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Strategic Plotting for the Fiscal Slope: How Democrats Could Find Their Way Out of the Box

I think Brian Beutler has a pretty good summation of why we’re talking about social insurance cuts when the White House appears to have leverage:

…in three weeks, tax rates will go up for everybody with or without any concessions from the White House […]

That’s the single most important fact to know about the ongoing negotiations between Obama and Boehner to avert large tax increases and spending cuts at the beginning of 2013.

But the White House has requests of its own. It wants to extend stimulative policies like emergency unemployment benefits and the payroll tax cuts. It wants to (at the very least) delay the defense and domestic spending sequesters. And above all, it wants to raise the debt ceiling without a replay of the 2011 brinksmanship that damaged the economy, which is still suffering in the aftermath of the 2008 financial crisis.

This is why people like Bob Corker have laid out the “negotiation swap” strategy for Republicans: give in on tax rates, and then hold the upper hand, with spending cuts kicking in, the debt limit about to expire and the White House wanting stimulus.

This is especially true because, as the IMF recently pointed out, spending cuts hurt economies far more than tax increases. So the substantive political victory on taxes could be banked by the White House, but the reality is that the sequester and unemployment benefits matter much more to the underlying economy.

One possible way around this is that Republicans really don’t want to see the defense side of the sequester invoked. Therefore, Democrats would retain leverage on averting the cuts to defense contractors, and they could “give that back” in exchange for something they want, rather than having to move into the pot of Social Security and Medicare. The Pentagon has begun its initial planning for these cuts, which total $492 billion over ten years. However, the Defense Secretary and the President have already characterized these cuts as catastrophic, so the leverage there appears to be blunted.

Similarly, the President could fall back on the $1.5 trillion in cuts already enacted as a result of the spending cap, arguing that the baseline already calls for reductions in spending, so nothing further can be allowed. But since that has already been passed, it’s a bit of a hollow argument.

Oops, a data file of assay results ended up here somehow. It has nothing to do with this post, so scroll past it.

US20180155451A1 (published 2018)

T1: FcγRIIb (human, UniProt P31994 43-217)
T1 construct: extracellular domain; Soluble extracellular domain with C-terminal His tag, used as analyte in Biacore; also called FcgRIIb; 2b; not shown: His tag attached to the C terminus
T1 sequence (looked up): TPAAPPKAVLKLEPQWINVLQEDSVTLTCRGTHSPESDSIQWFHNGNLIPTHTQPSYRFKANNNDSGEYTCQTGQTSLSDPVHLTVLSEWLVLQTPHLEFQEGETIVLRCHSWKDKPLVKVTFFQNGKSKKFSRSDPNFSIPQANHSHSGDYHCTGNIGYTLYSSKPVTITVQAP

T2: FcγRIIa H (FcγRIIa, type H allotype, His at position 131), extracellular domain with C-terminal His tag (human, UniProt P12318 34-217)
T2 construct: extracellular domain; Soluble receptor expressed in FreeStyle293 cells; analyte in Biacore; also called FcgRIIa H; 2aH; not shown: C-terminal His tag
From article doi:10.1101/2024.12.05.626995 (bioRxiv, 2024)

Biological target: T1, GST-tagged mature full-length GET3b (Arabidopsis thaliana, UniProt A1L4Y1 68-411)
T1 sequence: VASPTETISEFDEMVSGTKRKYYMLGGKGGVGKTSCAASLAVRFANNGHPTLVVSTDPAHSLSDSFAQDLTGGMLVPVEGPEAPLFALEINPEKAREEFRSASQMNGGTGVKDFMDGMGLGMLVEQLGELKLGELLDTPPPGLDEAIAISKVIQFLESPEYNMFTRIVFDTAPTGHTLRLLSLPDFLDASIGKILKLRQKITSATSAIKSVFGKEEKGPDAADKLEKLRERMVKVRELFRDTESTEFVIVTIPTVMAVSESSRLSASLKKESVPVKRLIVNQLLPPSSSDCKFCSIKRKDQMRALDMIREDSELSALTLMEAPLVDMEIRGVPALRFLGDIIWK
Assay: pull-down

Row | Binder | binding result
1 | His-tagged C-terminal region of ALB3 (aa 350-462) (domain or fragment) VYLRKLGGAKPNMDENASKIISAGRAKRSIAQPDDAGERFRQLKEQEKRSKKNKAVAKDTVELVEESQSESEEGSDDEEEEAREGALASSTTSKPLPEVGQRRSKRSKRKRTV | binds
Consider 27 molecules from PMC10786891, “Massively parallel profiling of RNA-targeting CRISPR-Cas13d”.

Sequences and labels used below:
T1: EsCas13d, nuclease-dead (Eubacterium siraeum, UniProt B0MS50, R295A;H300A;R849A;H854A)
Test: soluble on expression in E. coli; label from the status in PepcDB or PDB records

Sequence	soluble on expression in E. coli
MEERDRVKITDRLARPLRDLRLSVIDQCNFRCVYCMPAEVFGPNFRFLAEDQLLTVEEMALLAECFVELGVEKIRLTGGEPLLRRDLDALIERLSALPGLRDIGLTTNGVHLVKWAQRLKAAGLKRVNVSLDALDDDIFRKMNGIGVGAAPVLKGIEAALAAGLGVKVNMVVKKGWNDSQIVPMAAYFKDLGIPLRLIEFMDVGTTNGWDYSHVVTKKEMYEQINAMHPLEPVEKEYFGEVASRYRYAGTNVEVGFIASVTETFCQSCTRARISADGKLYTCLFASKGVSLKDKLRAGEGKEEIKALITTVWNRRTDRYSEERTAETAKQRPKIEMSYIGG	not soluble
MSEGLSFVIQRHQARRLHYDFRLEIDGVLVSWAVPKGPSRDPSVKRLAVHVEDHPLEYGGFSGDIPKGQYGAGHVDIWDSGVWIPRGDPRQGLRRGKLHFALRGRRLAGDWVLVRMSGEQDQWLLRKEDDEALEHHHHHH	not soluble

The White House has already said that they would not invoke the 14th Amendment argument on the debt limit. So a strategy of getting the tax deal in place and just staring down Republicans, with the Constitution as the spur, on the debt limit has less resonance. In that event, the only item left would be the sequester, which nobody wants, so an accommodation would be easier. But the debt limit leverage acts as a forcing event.

It could be that the President, burned by the debt limit showdown once, and mindful not to keep that debt limit vote weaponized for future Presidents, threatening default whenever convenient, will engage in a massive response to an attempt to take that hostage, shutting down large parts of the government and daring Republicans to remain obstinate. But we just haven’t seen that kind of willingness from the President to date.

If he does go that route, the debt limit becomes a different conversation, and you have the tax issue (where Democrats have leverage), the sequester (where nobody wants it to happen) and the stimulus measures (where Republicans can effectively veto) left. That could probably get fought to a draw, probably not getting stimulus but with higher tax rates on the rich and a deferral of some sort of the spending cuts. The key lies in defusing the debt limit time bomb. That should be at the heart of the Administration’s strategy right now.

Obviously all of this is predicated on whether the White House really wants to stop a “grand bargain,” which doesn’t match their actions of the past couple years. But for those who suggest that “concessions” must be made, it should be noted that the way out of that box is entirely about the debt limit.

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David Dayen

David Dayen

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